Is McDonald’s pricing itself out of traffic?

As it becomes more expensive to eat at the fast-food chain, some customers could seek other options, says RB’s The Bottom Line.
Photograph courtesy of McDonald's Corp.

the bottom line

Last week, McDonald’s reported a surprisingly strong, 4.5% growth in U.S. same-store sales in the first quarter.

Most of the time, such an increase at a fast-food chain like McDonald’s would come with an increase in traffic, which, for a company that lost more than 2% of its transactions the year before, would be a welcome development.

It did not. The company’s traffic declined at about the same rate it did late in 2018, suggesting that average check at the burger giant rose roughly 6.5%.

In other words, McDonald’s customers are ordering more and coming in less often.

The company has generally blamed its traffic challenges on slowing service, especially in the drive-thru. But it’s difficult to look at the company’s larger average check and smaller transaction numbers and not conclude that the chain is pricing itself out of customer count.

To be sure, price increases on their own are not the reason for the higher check averages—the company said that menu price increases rose 2% in the quarter, roughly in line with a typical McDonald’s quarter.

And data from Restaurant Business sister company Technomic also suggest that consumers aren’t overly concerned about McDonald’s prices.

According to Technomic Ignite consumer data, McDonald’s scores on pricing have improved each of the past three years.

In addition, moves McDonald’s is making these days all improve average check without necessarily generating traffic.

Delivery, for one thing, is in more than half of the chain’s U.S. locations, and those orders tend to be larger. Likewise, kiosks that are now in 60% of the chain’s domestic restaurants also tend to drive up average check.

The company’s reconfigured dollar menu last year seemed to give customers reason to add items to their orders rather than generate traffic. And the Donut Sticks that worked so well earlier this year appear to be as much of an add-on as anything else.

In general, it’s good when consumers order more items or purchase more premium products. That helps with per-customer profit.

But McDonald’s operates large restaurants that are open long hours. It needs a lot of transactions. At least part of the reason franchisees created the independent National Owners Association was due to persistently weak customer count.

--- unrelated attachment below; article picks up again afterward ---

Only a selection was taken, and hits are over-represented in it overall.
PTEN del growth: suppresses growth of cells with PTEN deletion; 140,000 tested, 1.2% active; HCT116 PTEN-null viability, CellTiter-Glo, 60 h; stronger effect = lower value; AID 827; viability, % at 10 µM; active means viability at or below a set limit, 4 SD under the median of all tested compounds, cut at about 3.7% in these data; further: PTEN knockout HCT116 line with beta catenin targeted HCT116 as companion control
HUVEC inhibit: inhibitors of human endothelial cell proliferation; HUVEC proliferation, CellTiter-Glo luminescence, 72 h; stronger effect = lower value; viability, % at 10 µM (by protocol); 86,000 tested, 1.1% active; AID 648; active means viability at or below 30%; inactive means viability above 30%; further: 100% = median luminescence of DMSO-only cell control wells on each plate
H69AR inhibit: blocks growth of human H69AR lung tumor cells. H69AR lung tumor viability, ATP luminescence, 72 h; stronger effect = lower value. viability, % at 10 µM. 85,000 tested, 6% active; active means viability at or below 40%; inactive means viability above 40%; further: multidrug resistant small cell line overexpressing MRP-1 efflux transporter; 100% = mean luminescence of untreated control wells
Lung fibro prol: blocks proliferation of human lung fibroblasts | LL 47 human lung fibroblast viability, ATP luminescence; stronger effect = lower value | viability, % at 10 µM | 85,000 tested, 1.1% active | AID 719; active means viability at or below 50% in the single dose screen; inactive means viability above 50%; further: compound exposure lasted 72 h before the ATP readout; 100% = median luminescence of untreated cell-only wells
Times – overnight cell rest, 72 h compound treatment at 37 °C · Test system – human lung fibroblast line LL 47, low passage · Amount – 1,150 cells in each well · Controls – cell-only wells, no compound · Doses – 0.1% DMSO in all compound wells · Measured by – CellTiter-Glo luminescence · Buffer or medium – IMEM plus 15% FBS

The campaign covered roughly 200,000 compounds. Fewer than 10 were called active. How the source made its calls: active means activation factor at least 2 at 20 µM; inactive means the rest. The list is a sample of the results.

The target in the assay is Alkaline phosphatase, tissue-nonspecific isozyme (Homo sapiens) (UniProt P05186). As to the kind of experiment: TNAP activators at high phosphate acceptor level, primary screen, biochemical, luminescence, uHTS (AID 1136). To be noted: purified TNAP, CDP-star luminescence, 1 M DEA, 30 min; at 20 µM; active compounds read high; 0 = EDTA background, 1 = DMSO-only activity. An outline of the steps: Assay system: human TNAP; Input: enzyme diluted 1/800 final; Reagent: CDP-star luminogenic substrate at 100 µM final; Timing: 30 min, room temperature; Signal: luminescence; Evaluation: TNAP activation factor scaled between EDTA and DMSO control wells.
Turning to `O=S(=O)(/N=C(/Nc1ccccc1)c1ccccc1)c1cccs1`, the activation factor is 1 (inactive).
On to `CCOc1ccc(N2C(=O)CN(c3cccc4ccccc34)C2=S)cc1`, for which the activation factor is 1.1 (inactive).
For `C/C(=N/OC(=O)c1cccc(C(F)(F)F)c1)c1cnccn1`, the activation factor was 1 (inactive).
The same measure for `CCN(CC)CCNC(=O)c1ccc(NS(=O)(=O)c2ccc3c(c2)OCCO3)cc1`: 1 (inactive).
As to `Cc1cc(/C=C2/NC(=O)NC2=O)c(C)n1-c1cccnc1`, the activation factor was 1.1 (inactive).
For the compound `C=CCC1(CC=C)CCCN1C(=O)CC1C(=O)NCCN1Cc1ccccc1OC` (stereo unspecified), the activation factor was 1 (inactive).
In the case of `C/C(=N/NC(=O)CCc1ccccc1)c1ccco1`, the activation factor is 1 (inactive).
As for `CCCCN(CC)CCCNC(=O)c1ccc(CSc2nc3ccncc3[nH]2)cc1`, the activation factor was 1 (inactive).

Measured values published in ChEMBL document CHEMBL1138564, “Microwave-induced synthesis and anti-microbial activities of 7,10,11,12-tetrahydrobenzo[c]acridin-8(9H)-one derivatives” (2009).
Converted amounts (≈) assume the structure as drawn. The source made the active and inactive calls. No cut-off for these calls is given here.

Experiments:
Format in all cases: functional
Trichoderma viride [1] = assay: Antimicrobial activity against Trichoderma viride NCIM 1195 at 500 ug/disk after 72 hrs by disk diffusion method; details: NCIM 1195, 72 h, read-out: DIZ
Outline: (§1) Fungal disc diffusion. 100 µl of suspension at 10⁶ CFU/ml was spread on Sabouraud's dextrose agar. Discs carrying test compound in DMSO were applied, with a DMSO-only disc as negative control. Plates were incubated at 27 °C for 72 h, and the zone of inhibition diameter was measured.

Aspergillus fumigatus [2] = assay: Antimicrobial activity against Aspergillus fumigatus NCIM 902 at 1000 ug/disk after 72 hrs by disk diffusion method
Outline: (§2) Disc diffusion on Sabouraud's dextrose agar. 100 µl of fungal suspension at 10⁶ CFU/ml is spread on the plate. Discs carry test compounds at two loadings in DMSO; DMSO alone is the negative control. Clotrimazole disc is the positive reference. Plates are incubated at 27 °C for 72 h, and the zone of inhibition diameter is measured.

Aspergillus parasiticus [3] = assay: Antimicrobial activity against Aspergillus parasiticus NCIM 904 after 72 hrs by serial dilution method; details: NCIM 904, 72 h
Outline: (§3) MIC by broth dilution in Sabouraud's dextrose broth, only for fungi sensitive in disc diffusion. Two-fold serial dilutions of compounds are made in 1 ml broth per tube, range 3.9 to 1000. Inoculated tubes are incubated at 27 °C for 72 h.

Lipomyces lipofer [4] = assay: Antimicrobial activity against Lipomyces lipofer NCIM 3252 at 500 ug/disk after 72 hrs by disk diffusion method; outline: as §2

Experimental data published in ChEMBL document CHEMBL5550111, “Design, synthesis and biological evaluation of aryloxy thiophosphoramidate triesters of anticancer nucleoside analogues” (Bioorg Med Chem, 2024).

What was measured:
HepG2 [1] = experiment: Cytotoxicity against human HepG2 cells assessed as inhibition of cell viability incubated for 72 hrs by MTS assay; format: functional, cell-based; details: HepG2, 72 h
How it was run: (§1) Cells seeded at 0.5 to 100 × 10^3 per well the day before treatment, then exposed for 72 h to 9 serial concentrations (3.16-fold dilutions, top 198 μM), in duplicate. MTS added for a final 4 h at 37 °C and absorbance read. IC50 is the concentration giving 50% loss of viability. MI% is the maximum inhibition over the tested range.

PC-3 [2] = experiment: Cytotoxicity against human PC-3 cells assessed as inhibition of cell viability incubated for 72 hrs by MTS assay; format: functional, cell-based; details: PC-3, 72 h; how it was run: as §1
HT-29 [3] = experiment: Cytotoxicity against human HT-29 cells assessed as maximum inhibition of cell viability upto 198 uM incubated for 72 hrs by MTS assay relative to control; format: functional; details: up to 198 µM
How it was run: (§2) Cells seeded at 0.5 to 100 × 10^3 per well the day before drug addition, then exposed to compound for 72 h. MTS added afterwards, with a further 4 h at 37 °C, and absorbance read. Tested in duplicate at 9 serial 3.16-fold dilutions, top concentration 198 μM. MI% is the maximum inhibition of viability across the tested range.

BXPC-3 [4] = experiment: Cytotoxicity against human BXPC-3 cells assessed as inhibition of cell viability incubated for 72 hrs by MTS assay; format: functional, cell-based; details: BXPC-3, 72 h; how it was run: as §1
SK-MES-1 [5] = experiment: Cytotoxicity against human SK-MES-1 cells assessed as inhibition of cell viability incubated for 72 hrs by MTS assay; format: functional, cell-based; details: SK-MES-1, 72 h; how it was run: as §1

“With negative guest counts, that does create a challenge just from a labor productivity side,” CFO Kevin Ozan said on the company’s first quarter earnings call. “Once we’re able to turn guest counts positive, that will help labor productivity.”  

The restaurant industry is increasingly facing a challenge when it comes to pricing versus traffic. Restaurants are arguably oversaturated, which has hurt same-store sales and traffic in recent years.

Rising wages, however, are forcing many to choose between profits and customer count. McDonald’s rival Burger King chose the latter, and its same-store sales rose just 0.4% in the first quarter.

Average ticket at The Habit Burger Grill rose 7.4%, while traffic fell 4.2% last quarter, for instance, and the company plans more price increases in the future. Del Taco, meanwhile, increased prices 3.9% and saw traffic decline 5.5%.

A multiconcept operator once told me that traffic falls “every time” he raises prices.

In McDonald’s case, many of its consumers are low income, or they are young and therefore tend to be more price-sensitive.

Many believe that McDonald’s problem is not with its lower-cost items but with its more expensive, premium items. Operators, who are paying off debt from remodels in addition to rising wage and other costs, have been hiking prices at the top end more aggressively because they can’t raise prices on lower-end items.

At some point, the prices for those premium items come close to similar items from fast-casual competitors.

“Price killed the Signature Crafted line of sandwiches,” said Richard Adams, a former McDonald’s franchisee-turned-consultant, referring to the semicustomizable line of burgers and chicken sandwiches recently removed from the menu. “Deep discounting on the lower end of the menu forces franchisees to become more aggressive with price on the higher-end sandwiches. Signature Crafted got to the point that a full value meal consumed most of a $10 bill.

“That sends many customers to fast-casual competition.”

Pricing has always been a tough balancing act for restaurants. It’s especially so for McDonald’s, and one that it will have to fix in the near term.

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